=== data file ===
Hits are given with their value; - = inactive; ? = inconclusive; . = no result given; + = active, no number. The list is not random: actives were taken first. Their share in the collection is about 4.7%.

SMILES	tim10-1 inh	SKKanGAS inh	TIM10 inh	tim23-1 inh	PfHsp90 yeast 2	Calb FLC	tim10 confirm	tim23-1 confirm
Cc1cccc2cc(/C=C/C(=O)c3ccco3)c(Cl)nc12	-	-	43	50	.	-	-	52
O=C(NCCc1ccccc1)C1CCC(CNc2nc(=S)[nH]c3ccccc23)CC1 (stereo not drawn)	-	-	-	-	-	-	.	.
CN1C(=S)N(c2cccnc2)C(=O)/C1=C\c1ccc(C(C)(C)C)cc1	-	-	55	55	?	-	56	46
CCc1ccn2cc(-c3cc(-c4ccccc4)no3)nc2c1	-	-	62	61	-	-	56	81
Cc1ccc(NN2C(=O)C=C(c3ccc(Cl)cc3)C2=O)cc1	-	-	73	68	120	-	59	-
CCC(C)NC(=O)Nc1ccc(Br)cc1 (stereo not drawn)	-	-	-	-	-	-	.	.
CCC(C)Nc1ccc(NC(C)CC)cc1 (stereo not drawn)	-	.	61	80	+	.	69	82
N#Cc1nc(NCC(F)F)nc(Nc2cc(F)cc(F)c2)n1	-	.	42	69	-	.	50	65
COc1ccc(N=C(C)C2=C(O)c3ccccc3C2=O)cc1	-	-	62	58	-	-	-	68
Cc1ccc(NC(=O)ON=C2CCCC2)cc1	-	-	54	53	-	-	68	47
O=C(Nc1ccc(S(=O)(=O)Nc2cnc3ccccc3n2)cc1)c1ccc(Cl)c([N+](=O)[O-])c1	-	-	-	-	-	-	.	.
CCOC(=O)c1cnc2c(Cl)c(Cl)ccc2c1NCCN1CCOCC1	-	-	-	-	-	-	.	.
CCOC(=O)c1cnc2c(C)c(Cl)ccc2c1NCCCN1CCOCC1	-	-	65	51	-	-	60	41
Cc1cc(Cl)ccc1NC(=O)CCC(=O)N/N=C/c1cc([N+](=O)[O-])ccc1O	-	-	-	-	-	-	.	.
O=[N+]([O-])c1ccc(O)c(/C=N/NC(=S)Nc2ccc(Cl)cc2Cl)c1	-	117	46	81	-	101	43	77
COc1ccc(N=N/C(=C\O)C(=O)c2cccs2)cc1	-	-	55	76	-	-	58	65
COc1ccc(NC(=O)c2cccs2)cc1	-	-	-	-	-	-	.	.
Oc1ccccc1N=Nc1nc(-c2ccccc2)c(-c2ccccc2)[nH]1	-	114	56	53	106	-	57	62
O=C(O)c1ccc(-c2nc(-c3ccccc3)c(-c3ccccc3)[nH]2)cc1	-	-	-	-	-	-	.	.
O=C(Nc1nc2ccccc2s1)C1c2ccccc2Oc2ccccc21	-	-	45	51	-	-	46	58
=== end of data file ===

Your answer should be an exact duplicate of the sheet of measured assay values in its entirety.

Hits are given with their value; - = inactive; ? = inconclusive; . = no result given; + = active, no number. The list is not random: actives were taken first. Their share in the collection is about 4.7%.

SMILES	tim10-1 inh	SKKanGAS inh	TIM10 inh	tim23-1 inh	PfHsp90 yeast 2	Calb FLC	tim10 confirm	tim23-1 confirm
Cc1cccc2cc(/C=C/C(=O)c3ccco3)c(Cl)nc12	-	-	43	50	.	-	-	52
O=C(NCCc1ccccc1)C1CCC(CNc2nc(=S)[nH]c3ccccc23)CC1 (stereo not drawn)	-	-	-	-	-	-	.	.
CN1C(=S)N(c2cccnc2)C(=O)/C1=C\c1ccc(C(C)(C)C)cc1	-	-	55	55	?	-	56	46
CCc1ccn2cc(-c3cc(-c4ccccc4)no3)nc2c1	-	-	62	61	-	-	56	81
Cc1ccc(NN2C(=O)C=C(c3ccc(Cl)cc3)C2=O)cc1	-	-	73	68	120	-	59	-
CCC(C)NC(=O)Nc1ccc(Br)cc1 (stereo not drawn)	-	-	-	-	-	-	.	.
CCC(C)Nc1ccc(NC(C)CC)cc1 (stereo not drawn)	-	.	61	80	+	.	69	82
N#Cc1nc(NCC(F)F)nc(Nc2cc(F)cc(F)c2)n1	-	.	42	69	-	.	50	65
COc1ccc(N=C(C)C2=C(O)c3ccccc3C2=O)cc1	-	-	62	58	-	-	-	68
Cc1ccc(NC(=O)ON=C2CCCC2)cc1	-	-	54	53	-	-	68	47
O=C(Nc1ccc(S(=O)(=O)Nc2cnc3ccccc3n2)cc1)c1ccc(Cl)c([N+](=O)[O-])c1	-	-	-	-	-	-	.	.
CCOC(=O)c1cnc2c(Cl)c(Cl)ccc2c1NCCN1CCOCC1	-	-	-	-	-	-	.	.
CCOC(=O)c1cnc2c(C)c(Cl)ccc2c1NCCCN1CCOCC1	-	-	65	51	-	-	60	41
Cc1cc(Cl)ccc1NC(=O)CCC(=O)N/N=C/c1cc([N+](=O)[O-])ccc1O	-	-	-	-	-	-	.	.
O=[N+]([O-])c1ccc(O)c(/C=N/NC(=S)Nc2ccc(Cl)cc2Cl)c1	-	117	46	81	-	101	43	77
COc1ccc(N=N/C(=C\O)C(=O)c2cccs2)cc1	-	-	55	76	-	-	58	65
COc1ccc(NC(=O)c2cccs2)cc1	-	-	-	-	-	-	.	.
Oc1ccccc1N=Nc1nc(-c2ccccc2)c(-c2ccccc2)[nH]1	-	114	56	53	106	-	57	62
O=C(O)c1ccc(-c2nc(-c3ccccc3)c(-c3ccccc3)[nH]2)cc1	-	-	-	-	-	-	.	.
O=C(Nc1nc2ccccc2s1)C1c2ccccc2Oc2ccccc21	-	-	45	51	-	-	46	58